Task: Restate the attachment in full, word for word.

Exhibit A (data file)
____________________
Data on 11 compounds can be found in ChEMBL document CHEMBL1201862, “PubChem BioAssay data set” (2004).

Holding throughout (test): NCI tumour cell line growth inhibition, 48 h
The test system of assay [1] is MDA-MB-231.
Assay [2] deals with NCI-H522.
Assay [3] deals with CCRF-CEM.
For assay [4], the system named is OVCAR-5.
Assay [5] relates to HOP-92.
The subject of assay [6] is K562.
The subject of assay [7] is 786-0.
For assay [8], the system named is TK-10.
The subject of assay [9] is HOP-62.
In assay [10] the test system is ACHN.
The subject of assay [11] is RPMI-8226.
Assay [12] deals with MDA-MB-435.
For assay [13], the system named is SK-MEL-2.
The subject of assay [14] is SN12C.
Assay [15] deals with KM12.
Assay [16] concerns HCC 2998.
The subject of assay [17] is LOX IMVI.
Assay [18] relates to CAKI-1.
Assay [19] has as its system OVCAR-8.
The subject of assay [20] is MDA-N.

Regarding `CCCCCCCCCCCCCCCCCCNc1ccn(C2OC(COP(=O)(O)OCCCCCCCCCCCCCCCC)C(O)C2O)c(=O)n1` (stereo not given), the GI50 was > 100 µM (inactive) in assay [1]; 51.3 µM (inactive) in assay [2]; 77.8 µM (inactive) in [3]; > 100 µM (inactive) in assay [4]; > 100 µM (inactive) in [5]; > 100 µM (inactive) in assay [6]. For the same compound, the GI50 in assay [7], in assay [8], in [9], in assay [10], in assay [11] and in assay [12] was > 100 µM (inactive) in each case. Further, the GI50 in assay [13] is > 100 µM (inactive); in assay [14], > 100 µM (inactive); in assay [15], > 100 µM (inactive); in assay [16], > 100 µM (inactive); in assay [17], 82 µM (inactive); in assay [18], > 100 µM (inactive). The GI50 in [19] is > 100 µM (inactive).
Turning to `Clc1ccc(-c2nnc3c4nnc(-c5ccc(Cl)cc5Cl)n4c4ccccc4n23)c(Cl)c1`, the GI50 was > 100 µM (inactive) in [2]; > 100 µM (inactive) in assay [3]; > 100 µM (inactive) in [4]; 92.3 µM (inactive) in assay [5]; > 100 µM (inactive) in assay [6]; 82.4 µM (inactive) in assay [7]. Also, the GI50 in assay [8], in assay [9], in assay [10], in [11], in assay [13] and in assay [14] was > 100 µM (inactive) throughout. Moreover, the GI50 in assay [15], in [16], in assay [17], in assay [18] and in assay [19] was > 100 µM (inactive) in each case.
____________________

Data on 11 compounds can be found in ChEMBL document CHEMBL1201862, “PubChem BioAssay data set” (2004).

Holding throughout (test): NCI tumour cell line growth inhibition, 48 h
The test system of assay [1] is MDA-MB-231.
Assay [2] deals with NCI-H522.
Assay [3] deals with CCRF-CEM.
For assay [4], the system named is OVCAR-5.
Assay [5] relates to HOP-92.
The subject of assay [6] is K562.
The subject of assay [7] is 786-0.
For assay [8], the system named is TK-10.
The subject of assay [9] is HOP-62.
In assay [10] the test system is ACHN.
The subject of assay [11] is RPMI-8226.
Assay [12] deals with MDA-MB-435.
For assay [13], the system named is SK-MEL-2.
The subject of assay [14] is SN12C.
Assay [15] deals with KM12.
Assay [16] concerns HCC 2998.
The subject of assay [17] is LOX IMVI.
Assay [18] relates to CAKI-1.
Assay [19] has as its system OVCAR-8.
The subject of assay [20] is MDA-N.

Regarding `CCCCCCCCCCCCCCCCCCNc1ccn(C2OC(COP(=O)(O)OCCCCCCCCCCCCCCCC)C(O)C2O)c(=O)n1` (stereo not given), the GI50 was > 100 µM (inactive) in assay [1]; 51.3 µM (inactive) in assay [2]; 77.8 µM (inactive) in [3]; > 100 µM (inactive) in assay [4]; > 100 µM (inactive) in [5]; > 100 µM (inactive) in assay [6]. For the same compound, the GI50 in assay [7], in assay [8], in [9], in assay [10], in assay [11] and in assay [12] was > 100 µM (inactive) in each case. Further, the GI50 in assay [13] is > 100 µM (inactive); in assay [14], > 100 µM (inactive); in assay [15], > 100 µM (inactive); in assay [16], > 100 µM (inactive); in assay [17], 82 µM (inactive); in assay [18], > 100 µM (inactive). The GI50 in [19] is > 100 µM (inactive).
Turning to `Clc1ccc(-c2nnc3c4nnc(-c5ccc(Cl)cc5Cl)n4c4ccccc4n23)c(Cl)c1`, the GI50 was > 100 µM (inactive) in [2]; > 100 µM (inactive) in assay [3]; > 100 µM (inactive) in [4]; 92.3 µM (inactive) in assay [5]; > 100 µM (inactive) in assay [6]; 82.4 µM (inactive) in assay [7]. Also, the GI50 in assay [8], in assay [9], in assay [10], in [11], in assay [13] and in assay [14] was > 100 µM (inactive) throughout. Moreover, the GI50 in assay [15], in [16], in assay [17], in assay [18] and in assay [19] was > 100 µM (inactive) in each case.